Cloak & Dagger

Back in my comic book-collecting heyday in the mid-to-late 1980s and very early 1990s, I came to like a pair of characters named Cloak and Dagger.

They started out as part of the supporting cast in Spider-Man — runaways independently kidnapped from the streets of New York and brought together for a test of a new illegal drug. Every other kid given the drug died; but Tandy Bowen and Tyrone Johnson somehow survived, and became Cloak and Dagger.

Tandy — the hot, blonde rich girl who ran away from home to piss off her parents — was given powers of light. She can fire psionic “daggers of light” and drain the vitality of her victims.

Tyrone — a poor, black inner city boy — given powers of darkness. He can create portals into a realm of pure darkness, which in effect gives him the power of teleportation.

They have a symbiotic relationship; Cloak hungers for light, which Dagger can discharge into him to keep her powers from overloading and killing her.

So you’ve got a hot, rich white girl who gets to be even more sparkly than before she got her powers, and a poor black kid who has control over the ultimate darkness.

This just doesn’t set as well with me as it used to — probably because 20 years ago when I first was introduced to these characters, I didn’t even think about it. Now, it’s enough of a roadblock that I have a difficult time getting into stories about them. They’re in a three-issue limited series supporting Marvel’s big “Spider Island” event, and throughout the entire story (which included several pages retelling their origin for those who hadn’t been exposed to them before or who need a reminder), I just kept thinking how they’d be such significantly more interesting characters to me now if only their powers were reversed…

Dagger, the hot blonde woman, with the powers of darkness — striking down bad guys with daggers made of nightmares. Cloak, a shimmering paladin of light with healing energy and the powers of teleportation, who needs the balance of Dagger’s darkness to prevent the light from consuming him.

The more I think about it, the more that seems significantly more interesting than what we’ve got.

Andy Bartlett

By day, I am the executive director of communications and marketing at Bemidji State University. The rest of the time, I'm a husband, father of three, and proponent of super heroes, lasers, space ships and explosions.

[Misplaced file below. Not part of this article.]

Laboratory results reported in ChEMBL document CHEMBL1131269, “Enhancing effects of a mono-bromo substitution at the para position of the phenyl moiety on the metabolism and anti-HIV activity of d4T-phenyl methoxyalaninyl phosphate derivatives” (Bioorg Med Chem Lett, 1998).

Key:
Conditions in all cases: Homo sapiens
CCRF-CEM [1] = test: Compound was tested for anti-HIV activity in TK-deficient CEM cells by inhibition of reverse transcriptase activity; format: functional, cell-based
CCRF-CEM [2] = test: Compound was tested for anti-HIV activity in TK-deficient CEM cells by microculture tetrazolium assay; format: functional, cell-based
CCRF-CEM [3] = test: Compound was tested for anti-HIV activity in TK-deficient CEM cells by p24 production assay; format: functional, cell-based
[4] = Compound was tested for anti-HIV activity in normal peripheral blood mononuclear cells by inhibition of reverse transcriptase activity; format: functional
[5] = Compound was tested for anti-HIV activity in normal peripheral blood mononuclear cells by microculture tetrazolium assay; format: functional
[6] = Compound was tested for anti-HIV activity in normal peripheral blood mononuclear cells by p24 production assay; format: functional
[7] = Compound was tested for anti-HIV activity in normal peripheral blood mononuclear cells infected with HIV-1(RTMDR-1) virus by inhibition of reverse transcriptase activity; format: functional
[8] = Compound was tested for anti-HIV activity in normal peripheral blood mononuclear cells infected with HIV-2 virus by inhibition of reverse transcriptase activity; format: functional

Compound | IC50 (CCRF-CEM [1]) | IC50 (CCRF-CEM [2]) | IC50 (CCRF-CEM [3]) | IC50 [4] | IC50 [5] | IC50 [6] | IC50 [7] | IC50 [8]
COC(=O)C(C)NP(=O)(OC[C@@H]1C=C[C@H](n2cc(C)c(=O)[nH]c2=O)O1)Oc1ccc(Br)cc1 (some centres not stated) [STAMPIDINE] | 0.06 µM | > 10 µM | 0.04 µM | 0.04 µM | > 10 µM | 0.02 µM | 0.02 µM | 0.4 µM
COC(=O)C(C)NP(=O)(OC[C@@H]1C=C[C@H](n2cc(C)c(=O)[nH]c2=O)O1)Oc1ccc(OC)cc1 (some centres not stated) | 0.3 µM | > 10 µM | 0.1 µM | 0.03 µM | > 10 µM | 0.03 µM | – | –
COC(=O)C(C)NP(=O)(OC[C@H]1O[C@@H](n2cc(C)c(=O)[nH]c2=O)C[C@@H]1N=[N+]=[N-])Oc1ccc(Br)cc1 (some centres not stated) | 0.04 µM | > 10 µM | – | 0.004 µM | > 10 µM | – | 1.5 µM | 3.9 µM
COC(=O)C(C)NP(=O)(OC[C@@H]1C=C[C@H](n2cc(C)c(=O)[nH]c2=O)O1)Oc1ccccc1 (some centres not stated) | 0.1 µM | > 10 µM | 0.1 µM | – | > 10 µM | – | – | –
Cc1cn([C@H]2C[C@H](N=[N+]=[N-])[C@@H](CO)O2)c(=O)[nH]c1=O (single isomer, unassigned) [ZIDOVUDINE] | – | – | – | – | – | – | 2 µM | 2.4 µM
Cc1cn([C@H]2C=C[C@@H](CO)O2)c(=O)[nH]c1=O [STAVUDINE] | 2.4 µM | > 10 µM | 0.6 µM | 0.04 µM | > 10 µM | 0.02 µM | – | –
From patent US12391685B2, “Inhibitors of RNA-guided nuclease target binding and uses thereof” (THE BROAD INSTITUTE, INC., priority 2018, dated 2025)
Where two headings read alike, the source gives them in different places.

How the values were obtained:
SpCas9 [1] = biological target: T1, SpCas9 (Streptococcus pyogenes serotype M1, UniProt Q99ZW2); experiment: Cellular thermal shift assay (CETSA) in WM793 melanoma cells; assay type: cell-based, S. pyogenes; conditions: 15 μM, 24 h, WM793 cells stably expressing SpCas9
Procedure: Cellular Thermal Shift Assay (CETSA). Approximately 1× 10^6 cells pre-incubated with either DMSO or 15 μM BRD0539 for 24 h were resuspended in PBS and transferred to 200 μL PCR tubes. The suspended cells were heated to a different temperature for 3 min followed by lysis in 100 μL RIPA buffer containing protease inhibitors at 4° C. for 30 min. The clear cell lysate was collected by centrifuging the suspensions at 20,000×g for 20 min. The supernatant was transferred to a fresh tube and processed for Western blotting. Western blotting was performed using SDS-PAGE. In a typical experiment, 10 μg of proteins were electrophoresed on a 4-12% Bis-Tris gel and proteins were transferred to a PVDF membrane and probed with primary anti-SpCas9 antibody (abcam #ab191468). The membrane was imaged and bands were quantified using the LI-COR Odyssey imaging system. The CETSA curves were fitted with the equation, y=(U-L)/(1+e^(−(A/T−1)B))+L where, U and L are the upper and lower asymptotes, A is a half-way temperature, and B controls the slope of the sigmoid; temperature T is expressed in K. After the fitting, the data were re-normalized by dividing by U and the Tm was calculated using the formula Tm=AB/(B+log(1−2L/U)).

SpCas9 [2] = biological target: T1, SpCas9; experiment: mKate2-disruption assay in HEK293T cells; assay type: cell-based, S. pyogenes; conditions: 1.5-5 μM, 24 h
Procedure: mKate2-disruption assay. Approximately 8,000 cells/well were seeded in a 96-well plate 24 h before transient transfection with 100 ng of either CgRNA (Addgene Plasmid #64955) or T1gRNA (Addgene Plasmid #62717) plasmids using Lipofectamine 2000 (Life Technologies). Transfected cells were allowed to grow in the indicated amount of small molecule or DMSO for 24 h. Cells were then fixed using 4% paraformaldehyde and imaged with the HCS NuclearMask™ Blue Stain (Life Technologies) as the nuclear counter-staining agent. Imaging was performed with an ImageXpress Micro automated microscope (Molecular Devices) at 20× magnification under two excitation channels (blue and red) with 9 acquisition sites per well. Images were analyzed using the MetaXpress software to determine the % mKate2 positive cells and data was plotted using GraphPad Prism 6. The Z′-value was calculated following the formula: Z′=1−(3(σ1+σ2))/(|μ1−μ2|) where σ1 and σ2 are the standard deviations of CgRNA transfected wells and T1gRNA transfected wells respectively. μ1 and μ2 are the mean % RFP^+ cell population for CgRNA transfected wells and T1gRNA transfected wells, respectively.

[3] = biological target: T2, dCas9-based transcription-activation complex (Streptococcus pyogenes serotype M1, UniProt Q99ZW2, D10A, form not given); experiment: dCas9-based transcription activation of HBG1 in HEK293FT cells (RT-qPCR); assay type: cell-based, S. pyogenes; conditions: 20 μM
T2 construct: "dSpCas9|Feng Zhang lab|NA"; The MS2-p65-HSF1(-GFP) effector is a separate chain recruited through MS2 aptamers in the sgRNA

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2 Responses

  1. Chris says:

    You know, I do think that if the roles were reversed, it would give an entirely novel twist to the series… but I also think that allegorically, the roles work as is. What was once a burden to the two protagonists has been turned to their respective strengths – their weapons – in symbol.

    Cloak comes from a culture weighted down and smothered by the darkness caused by society’s inequities… darkness is not something one brings; it comes upon you, or happens to you. Poverty, crime, racism – all intangible darkness visited upon the black community. Tyrone can only control the powers of darkness, perhaps, because he is familiar with its ravages when he was untouched by the drug. Now changed, he can seize the darkness that was once his oppressor and turn it against those who would bring more darkness to the world.

    Tandy’s light power was also that which caused her pain – though her spoiled, rich girl boredom is less sympathetic than Tyrone’s. The sparkle of her life of privilege, the superficial aspect of light, became something that cut into her and left her feeling empty. Her wealth and status – the sparkle, the light – consumed her, just as the tangible power of light threatens to consume her avatar form. It’s true that light can represent goodness and healing – and wealth and privilege can be the source of great charity, in the hands of the right philanthropist. To the poor, however, every glimpse of the wealthy world of sparkle and shine is like a bounty of food behind a glass window, and that causes great pain. It cuts like the dagger into the soul of the have-nots. In the form of Dagger’s power, she turns that hard diamond-edged side of light back to its more positive aspect – though if she is not careful, it could again consume her.

    Just my thoughts – or overthoughts. I picked up one or two issues back in the day, but it never caught me long-term.

  2. I love your perspective on this! I think this is in-line with how I read the characters back when I first discovered them, and it makes sense to me that this would’ve been the mindset of their creators when they made their first appearances. Now, to me, it just seems like it was the easiest way to develop the characters; I still think they’d be more interesting if they were flip-flopped. 🙂

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